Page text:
Mayweather did what he was supposed to do
David Goodson | 8/31/2017, 10:22 a.m.
It was all a dream—or so we thought. In fact, it may have begun here in New York City at the world’s most-famous arena, Madison Square Garden. It was during the news conference for the historic Ultimate Fight Championship 205 card, making its debut venture into the New York tristate area. The headliner of the show was fielding questions when he uttered aloud, “When I take this guy’s belt, I’m looking around and don’t see what anyone around here has for me. Maybe I need to jump up and take Floyd Mayweather out back,” said the then UFC featherweight, future lightweight champion Conor McGregor. Though it was meant to be trash talk, the idea began to take hold. What if they did fight?
The mixing of the two styles had been done before, most famously in the fight between championship boxer James “Lights Out” Toney and mixed-martial-artist Randy Couture, but neither was in their prime, and more importantly only purist fans in either sport were interested. The Mayweather versus McGregor bout had a different kind of intrigue, and would have to be fought in the boxing ring. There were many burning questions. Can an MMA fighter adapt? Having the physical advantages of youth, height, reach and weight would Connor overwhelm Mayweather who is now a 40-year-old man? Will he age in the ring right before our eyes?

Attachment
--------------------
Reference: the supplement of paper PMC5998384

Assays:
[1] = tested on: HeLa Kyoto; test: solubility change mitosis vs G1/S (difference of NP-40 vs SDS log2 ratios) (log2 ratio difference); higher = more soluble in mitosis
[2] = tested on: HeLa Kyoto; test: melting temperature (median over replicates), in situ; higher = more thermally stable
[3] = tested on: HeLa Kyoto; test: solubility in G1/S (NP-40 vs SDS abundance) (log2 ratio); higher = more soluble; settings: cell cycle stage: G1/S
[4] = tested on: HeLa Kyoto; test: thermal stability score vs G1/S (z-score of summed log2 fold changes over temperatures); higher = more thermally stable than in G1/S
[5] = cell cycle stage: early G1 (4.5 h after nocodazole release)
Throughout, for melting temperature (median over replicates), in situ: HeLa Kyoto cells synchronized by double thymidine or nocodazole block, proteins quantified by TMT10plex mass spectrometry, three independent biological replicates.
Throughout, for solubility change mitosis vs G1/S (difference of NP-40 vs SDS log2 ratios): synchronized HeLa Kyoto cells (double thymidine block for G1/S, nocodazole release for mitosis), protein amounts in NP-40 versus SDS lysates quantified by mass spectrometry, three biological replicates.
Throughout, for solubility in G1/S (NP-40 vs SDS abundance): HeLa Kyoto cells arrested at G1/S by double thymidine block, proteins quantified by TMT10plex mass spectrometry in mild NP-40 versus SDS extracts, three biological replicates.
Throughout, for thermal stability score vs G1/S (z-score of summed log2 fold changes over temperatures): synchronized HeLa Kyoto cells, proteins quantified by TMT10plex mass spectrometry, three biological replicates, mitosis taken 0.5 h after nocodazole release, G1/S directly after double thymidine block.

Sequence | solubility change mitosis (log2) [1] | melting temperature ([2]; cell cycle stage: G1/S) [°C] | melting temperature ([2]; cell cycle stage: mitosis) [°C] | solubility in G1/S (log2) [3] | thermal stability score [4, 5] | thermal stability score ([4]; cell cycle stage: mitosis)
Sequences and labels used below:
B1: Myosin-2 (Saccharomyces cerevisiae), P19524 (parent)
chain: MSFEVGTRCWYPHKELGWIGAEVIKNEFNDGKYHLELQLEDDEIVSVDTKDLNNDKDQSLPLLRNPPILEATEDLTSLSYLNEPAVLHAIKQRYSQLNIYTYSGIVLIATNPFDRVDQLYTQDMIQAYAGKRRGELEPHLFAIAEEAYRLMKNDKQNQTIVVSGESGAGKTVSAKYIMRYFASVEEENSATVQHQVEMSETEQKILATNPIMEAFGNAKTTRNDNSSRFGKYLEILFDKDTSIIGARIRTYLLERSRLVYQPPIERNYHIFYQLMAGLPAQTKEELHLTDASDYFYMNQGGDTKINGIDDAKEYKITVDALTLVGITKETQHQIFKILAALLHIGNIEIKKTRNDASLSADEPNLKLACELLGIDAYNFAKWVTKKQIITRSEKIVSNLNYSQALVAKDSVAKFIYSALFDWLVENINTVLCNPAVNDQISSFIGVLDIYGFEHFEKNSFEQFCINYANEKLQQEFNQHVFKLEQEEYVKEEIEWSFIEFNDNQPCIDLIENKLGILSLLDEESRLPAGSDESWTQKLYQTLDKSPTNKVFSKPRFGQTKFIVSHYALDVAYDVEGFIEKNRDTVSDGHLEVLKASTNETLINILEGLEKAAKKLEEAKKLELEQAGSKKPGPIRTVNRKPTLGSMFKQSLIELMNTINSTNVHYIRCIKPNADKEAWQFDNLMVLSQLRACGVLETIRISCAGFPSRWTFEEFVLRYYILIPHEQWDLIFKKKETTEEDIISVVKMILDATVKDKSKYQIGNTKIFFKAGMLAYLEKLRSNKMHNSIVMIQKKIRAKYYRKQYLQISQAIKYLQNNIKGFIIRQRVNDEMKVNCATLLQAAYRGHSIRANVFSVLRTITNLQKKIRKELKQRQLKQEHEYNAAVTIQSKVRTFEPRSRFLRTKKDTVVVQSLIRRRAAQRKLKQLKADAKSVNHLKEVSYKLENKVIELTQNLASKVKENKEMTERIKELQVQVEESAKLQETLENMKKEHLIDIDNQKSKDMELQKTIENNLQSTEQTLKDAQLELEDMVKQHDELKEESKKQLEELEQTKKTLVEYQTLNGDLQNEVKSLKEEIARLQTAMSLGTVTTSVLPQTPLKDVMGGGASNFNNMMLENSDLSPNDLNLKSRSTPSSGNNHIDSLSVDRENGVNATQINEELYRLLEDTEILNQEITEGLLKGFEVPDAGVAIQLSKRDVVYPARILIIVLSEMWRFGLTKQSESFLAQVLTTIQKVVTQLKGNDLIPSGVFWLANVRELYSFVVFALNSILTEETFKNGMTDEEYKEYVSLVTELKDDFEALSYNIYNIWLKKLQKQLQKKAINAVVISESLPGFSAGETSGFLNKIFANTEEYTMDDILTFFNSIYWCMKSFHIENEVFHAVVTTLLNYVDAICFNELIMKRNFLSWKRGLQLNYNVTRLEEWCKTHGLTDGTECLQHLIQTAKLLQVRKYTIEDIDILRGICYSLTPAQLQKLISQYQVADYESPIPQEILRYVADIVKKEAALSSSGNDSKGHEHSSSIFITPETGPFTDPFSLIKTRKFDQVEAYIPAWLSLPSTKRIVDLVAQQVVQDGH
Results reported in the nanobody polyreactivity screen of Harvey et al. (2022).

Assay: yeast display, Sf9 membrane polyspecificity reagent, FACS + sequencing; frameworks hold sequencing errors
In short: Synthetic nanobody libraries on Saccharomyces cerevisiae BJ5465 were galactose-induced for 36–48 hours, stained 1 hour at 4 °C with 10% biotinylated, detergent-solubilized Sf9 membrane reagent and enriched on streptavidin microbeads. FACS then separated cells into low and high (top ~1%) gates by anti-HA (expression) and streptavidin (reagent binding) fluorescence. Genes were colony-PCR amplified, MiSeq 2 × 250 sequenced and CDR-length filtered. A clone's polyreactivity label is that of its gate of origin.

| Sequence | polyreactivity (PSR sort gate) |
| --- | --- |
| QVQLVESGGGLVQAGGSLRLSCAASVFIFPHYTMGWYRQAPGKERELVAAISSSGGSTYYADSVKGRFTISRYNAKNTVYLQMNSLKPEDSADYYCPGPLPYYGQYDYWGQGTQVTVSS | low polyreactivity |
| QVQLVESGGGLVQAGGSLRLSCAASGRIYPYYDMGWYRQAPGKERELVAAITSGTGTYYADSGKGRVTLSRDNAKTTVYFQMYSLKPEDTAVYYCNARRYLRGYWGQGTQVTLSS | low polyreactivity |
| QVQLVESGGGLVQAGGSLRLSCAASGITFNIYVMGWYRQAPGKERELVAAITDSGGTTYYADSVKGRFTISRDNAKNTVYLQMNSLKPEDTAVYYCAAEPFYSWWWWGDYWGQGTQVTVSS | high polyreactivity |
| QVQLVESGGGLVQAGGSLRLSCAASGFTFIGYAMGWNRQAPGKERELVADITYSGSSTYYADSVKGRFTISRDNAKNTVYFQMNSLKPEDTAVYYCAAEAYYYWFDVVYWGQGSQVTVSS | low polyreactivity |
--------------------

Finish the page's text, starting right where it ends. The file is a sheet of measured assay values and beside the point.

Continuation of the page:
What we knew going in was if these two fighters weren’t the best in their fields, which is arguable, they were head and shoulders above the pack in terms of fame, guaranteeing that the world would know about the fight. Unfortunately, an elephant in the room reared its ugly head. In some circles the issue of race became the focus, and on Aug. 26 after much ado “The Money Fight” was fought.
The outcome was what any sound observer of the two sports would expect. Mayweather scored a technical knockout in the 10th round. The journey, however, was surprising. Mayweather was expected to dominate but what we witnessed instead was a very competitive tussle, especially during the first three rounds.
McGregor's movements were unorthodox, his footwork was awkward and the punching angles were wild, yet his style worked. He actually landed a few punches, although they had no leverage or snap. He also began to see his words come back to haunt him. He promised to set a blistering pace that would wear out Mayweather, who he called the old man. Instead McGregor's strategy played into the hands of the wily veteran. “Our game plan was to take our time, go to him, let him shoot his shots early, and then take him out down the stretch. We know in MMA he fights for 25 minutes. After 25 minutes, he started to slow down. I guaranteed to everybody that this wouldn't go the distance,” said Mayweather.
By the ninth round McGregor again became somewhat of a prophet. During the press tour for the fight he mockingly stated that Mayweather should dance for him. Yet it McGregor who was the dancing machine. After Mayweather landed a stiff, left jab McGregor's movements became the “Nay Nay” and a few missed combinations gave way to the “Running Man,” but it was only a matter of time before the bell tolled in round 10, after Mayweather threw a flurry of “stanky leg”-inducing right hands, causing the referee to call the fight.
Over and out, y’all. Holla next week.